Feb 27, 2021 Editorial
Kaieteur News – On almost a daily basis, the evidence mounts that this country is going to hell in a hand basket and at express speed. The latest such development came from no less a figure than the Hon. Speaker of the House, Manzoor Nadir. This was what came from this senior referee in Guyana’s National Assembly: “Speaker cautions media against reporting on heckling in Parliament – says reporters open themselves to be sued” (KN February 25).
We chalk that up to the Speaker of the House being overwhelmed by embarrassing circumstances, and losing his bearings for a brief moment. The hope is that he will come to his senses quickly and set the record straight. For the way that we at this publication interpret what the Speaker’s position represents, as can be gathered from the thrusts of his words, is the equivalent of a not-so-subtle threat, an indirect gag order. Whatever it is, we wish to make this one thing very clear: as long as the facts and circumstances are in our corner, and bear us out, then we have no choice but to report the essence of what is involved to the Guyanese public. In fact, and as the Hon. Speaker should know very well, we have an obligation to do so.
Our obligation to share in the public domain what transpired in parliament is founded on, driven by, and protected by certain privileges. The privilege of reporting what the whole truth is in all of its fullness is conferred on this paper and all who are associated with it. The privilege that comes from presenting events with accuracy is something that no one and nothing can challenge; and the privilege for fair comment without degrading into malice is its protected right.
In addition to those privileges, we are sure that the Speaker knows, but we take the opportunity to remind him in case there was a temporary lapse, that public figures are not exempt from fair reporting, and never more than when they are engaged in the disposition of the public’s business.
It is our belief that what unfolded in parliament, and from the mouths of our elected representatives, our learned lawmakers, was close to what could be termed profane. It was and remains worth reporting, if only so that Guyanese can witness how their interests are being handled, how their tax dollars are honourably earned, or how it is wasted. It was worth reporting also with another purpose in mind. That is, to bring our parliamentarians to their senses, to alert them that they desecrated too many boundaries, that they went too far.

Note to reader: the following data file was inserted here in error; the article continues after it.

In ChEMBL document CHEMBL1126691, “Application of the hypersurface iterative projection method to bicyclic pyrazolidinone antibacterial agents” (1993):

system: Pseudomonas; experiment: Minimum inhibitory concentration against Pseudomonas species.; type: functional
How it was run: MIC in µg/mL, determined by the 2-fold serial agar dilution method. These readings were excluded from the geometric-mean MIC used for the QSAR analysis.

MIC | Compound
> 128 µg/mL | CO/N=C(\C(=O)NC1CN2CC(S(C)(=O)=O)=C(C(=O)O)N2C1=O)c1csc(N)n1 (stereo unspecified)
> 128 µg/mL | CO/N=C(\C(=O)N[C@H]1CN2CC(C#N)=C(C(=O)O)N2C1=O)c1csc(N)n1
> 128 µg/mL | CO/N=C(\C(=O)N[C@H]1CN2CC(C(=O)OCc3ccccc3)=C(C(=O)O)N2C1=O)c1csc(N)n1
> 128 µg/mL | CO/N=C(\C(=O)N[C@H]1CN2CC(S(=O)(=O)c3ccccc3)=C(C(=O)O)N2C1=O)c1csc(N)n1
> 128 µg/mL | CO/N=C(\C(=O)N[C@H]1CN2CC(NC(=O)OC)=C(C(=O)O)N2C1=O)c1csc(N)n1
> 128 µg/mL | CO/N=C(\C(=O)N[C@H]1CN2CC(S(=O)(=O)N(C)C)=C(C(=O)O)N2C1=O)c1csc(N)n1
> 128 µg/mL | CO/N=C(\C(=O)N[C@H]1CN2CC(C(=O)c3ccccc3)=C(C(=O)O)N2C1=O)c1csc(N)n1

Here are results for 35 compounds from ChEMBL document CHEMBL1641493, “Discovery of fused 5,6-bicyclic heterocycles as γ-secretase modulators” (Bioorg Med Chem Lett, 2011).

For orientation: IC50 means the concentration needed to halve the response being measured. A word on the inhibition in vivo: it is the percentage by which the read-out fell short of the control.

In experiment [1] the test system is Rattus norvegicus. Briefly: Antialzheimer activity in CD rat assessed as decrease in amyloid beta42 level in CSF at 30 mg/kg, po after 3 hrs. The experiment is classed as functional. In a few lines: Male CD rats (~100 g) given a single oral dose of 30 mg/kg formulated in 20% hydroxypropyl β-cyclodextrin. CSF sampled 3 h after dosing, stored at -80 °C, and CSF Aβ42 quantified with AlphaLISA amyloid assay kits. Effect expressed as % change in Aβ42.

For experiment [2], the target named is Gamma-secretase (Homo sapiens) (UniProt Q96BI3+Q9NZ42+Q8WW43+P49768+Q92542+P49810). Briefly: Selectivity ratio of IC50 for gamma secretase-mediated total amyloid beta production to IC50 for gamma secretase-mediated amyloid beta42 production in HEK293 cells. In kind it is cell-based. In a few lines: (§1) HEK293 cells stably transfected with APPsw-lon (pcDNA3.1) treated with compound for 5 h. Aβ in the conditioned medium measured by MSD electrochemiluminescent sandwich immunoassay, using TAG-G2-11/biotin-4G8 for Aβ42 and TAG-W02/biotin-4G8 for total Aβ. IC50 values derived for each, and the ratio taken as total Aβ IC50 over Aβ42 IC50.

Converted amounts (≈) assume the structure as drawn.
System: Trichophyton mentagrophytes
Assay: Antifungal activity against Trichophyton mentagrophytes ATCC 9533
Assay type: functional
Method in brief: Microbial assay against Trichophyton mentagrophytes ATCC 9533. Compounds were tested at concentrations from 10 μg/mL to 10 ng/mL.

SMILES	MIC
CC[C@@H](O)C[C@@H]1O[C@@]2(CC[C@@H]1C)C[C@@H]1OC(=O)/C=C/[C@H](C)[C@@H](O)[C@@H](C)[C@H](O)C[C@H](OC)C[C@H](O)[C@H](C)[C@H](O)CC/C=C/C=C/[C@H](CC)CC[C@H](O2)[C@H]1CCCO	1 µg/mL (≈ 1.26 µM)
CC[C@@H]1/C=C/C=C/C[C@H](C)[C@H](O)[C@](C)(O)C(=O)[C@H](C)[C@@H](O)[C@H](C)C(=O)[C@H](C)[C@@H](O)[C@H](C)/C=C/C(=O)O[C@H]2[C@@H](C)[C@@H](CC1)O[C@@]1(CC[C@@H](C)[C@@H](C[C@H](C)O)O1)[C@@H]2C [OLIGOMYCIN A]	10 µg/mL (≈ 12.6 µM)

Because all of this was part of the public record, via available technological channels, then it is not something that is suppressible, as the horse has already raced out of the stable. There is nothing that is deniable. The facts are the facts, and they speak for themselves, which there was no need to embellish or tamper with to any degree, not even the slightest. We would have thought that the Speaker of the House, or any speaker with an interest in the maintenance of minimum standards and the decorum that comes from such, would have applauded the exposures that were reported. We say this for the simple reason that it makes his job more manageable, since members are put on notice that their every word and action is out in the open, and subject to every standard of fair reporting and fair comment.
If the Speaker is more interested in contributing to the pretense that all is well in parliament, and that spirited debate occurs in an atmosphere of respectability and dignity, then we cannot be a part of any such myth. If the Speaker wishes that the vulgar excesses of our parliamentarians were kept from the public, then he should consider holding closed-door sessions. It goes without saying that there would be challenges to any such development just as there would be challenges wherever it leads to anything related to lawsuits for libel. Not when we have truth standing firmly in our square.
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